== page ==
Mayor Garcetti Opens New Extension to LAX Terminal 1, Continuing Historic Airport Transformation

  • The $477.5 million facility provides increased passenger capacity for LAX and future connection to the Automated People Mover train system

Last week, Los Angeles Mayor Eric Garcetti celebrated the opening of the new extension of Terminal 1 at Los Angeles International Airport (LAX), a $477.5 million facility that added increased capacity with new passenger check-in lobby, security screening, baggage claims and future connection to the Automated People Mover (APM) train system.

Mayor Garcetti was joined by Councilmember Joe Buscaino (District 15), Los Angeles Board of Airport Commissioners President Sean Burton, Los Angeles World Airports (LAWA) Chief Executive Officer Justin Erbacci, Southwest Airlines Chairman and Chief Executive Officer Gary Kelly and other stakeholders today to celebrate the official opening.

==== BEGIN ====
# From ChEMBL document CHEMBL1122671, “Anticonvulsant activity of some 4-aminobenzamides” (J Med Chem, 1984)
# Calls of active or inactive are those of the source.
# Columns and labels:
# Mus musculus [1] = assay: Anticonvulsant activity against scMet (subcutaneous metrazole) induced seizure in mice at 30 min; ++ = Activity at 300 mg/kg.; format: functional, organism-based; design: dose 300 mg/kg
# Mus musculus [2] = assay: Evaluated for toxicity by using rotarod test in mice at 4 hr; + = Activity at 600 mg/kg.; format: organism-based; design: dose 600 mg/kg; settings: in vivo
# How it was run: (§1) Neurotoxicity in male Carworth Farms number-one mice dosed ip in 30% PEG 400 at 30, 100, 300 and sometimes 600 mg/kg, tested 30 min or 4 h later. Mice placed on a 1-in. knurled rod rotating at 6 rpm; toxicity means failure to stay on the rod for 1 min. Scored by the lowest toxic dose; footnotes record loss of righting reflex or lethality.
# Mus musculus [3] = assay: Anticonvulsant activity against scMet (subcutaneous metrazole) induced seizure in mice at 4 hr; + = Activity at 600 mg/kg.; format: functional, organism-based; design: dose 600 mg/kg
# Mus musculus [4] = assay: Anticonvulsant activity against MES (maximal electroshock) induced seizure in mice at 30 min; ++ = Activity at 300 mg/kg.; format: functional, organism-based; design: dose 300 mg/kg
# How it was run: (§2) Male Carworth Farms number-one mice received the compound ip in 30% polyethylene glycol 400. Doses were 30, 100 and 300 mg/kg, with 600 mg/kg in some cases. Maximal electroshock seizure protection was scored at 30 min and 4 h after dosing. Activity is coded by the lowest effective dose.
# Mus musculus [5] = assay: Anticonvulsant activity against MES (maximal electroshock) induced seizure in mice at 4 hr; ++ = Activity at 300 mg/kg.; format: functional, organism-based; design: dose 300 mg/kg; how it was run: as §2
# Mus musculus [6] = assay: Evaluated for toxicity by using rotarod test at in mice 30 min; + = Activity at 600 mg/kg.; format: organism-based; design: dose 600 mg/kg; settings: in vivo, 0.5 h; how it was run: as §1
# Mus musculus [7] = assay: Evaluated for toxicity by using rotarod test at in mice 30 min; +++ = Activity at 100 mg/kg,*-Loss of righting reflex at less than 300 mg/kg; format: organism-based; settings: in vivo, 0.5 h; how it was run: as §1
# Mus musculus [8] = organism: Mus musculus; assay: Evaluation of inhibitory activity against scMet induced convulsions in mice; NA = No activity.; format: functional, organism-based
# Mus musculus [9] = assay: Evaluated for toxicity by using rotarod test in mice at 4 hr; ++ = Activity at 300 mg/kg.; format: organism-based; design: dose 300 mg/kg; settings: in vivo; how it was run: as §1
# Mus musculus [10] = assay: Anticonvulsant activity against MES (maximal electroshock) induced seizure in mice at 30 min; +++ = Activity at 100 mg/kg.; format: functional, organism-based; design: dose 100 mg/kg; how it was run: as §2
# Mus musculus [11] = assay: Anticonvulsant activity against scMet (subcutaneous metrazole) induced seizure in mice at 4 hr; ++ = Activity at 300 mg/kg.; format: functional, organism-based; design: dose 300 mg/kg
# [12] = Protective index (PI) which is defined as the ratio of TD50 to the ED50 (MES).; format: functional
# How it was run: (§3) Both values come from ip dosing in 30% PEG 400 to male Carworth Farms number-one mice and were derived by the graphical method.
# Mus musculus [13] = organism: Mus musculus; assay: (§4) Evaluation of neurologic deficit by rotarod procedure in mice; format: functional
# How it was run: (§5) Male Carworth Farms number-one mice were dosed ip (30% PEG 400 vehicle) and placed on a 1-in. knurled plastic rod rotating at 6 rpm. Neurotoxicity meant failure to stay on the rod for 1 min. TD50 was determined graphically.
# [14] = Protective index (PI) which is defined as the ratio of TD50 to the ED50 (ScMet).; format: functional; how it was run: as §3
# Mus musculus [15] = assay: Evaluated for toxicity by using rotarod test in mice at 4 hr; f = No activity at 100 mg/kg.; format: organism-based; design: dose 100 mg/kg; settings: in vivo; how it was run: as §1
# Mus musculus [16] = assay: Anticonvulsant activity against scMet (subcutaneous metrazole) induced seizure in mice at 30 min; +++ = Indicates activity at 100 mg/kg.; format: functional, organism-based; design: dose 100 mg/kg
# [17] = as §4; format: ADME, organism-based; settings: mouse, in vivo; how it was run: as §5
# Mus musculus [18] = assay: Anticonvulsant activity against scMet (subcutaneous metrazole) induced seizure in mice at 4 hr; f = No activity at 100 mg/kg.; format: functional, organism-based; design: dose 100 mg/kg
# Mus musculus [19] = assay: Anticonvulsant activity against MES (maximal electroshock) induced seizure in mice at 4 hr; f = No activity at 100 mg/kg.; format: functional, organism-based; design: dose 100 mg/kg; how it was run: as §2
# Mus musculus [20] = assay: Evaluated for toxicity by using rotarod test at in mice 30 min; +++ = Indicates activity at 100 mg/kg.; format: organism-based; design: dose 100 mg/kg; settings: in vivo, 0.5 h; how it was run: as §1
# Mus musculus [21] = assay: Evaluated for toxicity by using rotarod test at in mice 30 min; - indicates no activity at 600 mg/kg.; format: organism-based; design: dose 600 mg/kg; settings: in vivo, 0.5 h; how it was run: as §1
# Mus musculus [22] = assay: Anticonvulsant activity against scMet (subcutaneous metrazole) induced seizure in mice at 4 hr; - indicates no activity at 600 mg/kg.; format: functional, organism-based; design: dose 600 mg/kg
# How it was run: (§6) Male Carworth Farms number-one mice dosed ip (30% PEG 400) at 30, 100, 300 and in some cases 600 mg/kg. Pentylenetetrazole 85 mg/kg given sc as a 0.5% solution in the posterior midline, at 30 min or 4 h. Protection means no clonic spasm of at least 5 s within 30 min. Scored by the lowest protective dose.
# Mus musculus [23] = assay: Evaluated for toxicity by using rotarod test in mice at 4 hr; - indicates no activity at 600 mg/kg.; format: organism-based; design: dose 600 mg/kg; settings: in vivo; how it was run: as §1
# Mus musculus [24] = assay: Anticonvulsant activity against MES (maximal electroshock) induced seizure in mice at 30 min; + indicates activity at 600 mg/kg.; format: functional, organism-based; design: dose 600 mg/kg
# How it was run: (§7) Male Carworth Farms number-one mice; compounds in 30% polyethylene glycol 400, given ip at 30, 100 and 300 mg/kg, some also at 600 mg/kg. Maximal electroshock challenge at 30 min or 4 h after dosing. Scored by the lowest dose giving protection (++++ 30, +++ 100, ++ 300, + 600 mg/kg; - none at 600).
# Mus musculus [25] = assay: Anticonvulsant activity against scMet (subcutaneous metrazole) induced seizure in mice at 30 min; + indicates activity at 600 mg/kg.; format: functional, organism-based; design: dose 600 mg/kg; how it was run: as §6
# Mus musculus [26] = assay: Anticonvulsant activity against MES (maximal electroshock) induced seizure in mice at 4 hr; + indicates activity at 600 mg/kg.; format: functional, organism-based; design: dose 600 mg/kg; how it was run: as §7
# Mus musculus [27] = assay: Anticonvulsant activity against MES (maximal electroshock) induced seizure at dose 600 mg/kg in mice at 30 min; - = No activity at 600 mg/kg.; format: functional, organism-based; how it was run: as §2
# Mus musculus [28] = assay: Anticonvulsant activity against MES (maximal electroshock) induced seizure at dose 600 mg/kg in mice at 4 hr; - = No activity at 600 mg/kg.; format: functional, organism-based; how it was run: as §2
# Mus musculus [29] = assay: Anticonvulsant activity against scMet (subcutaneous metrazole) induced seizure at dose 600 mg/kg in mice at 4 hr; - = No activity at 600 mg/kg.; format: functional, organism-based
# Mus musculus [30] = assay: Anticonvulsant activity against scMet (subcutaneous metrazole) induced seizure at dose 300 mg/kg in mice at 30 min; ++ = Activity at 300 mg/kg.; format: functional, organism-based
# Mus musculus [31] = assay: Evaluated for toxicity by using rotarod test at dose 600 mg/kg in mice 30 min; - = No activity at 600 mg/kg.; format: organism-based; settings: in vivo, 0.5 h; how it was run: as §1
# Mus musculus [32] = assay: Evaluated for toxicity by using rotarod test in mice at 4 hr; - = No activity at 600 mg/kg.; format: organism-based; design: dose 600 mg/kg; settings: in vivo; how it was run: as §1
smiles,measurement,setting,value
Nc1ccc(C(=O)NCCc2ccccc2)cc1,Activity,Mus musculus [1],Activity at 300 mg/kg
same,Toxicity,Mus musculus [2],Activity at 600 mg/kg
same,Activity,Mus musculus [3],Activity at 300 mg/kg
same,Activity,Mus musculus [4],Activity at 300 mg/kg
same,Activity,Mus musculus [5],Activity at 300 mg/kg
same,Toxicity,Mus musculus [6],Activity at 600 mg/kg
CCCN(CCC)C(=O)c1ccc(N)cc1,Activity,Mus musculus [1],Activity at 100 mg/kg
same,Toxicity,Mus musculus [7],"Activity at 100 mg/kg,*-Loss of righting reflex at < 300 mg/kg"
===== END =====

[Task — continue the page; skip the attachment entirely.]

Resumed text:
Mayor Garcetti, said:

LAX is in the midst of a once-in-a-generation transformation that will help redefine 21st century travel, restart our economy, and reshape how Los Angeles greets the world. When it comes to investments and innovation, our airport is in a league of its own — and with the introduction of Terminal 1.5, LAX is completing another leg in its journey toward a stronger future.

The addition to Terminal 1, which was described as Terminal 1.5 during construction, includes the first of seven Terminal Vertical Cores to open at LAX. In the Terminal 1 core, elevators and escalators will provide passengers access to a pedestrian bridge that will connect to the future APM train system’s Center Central Terminal Area (CTA) station.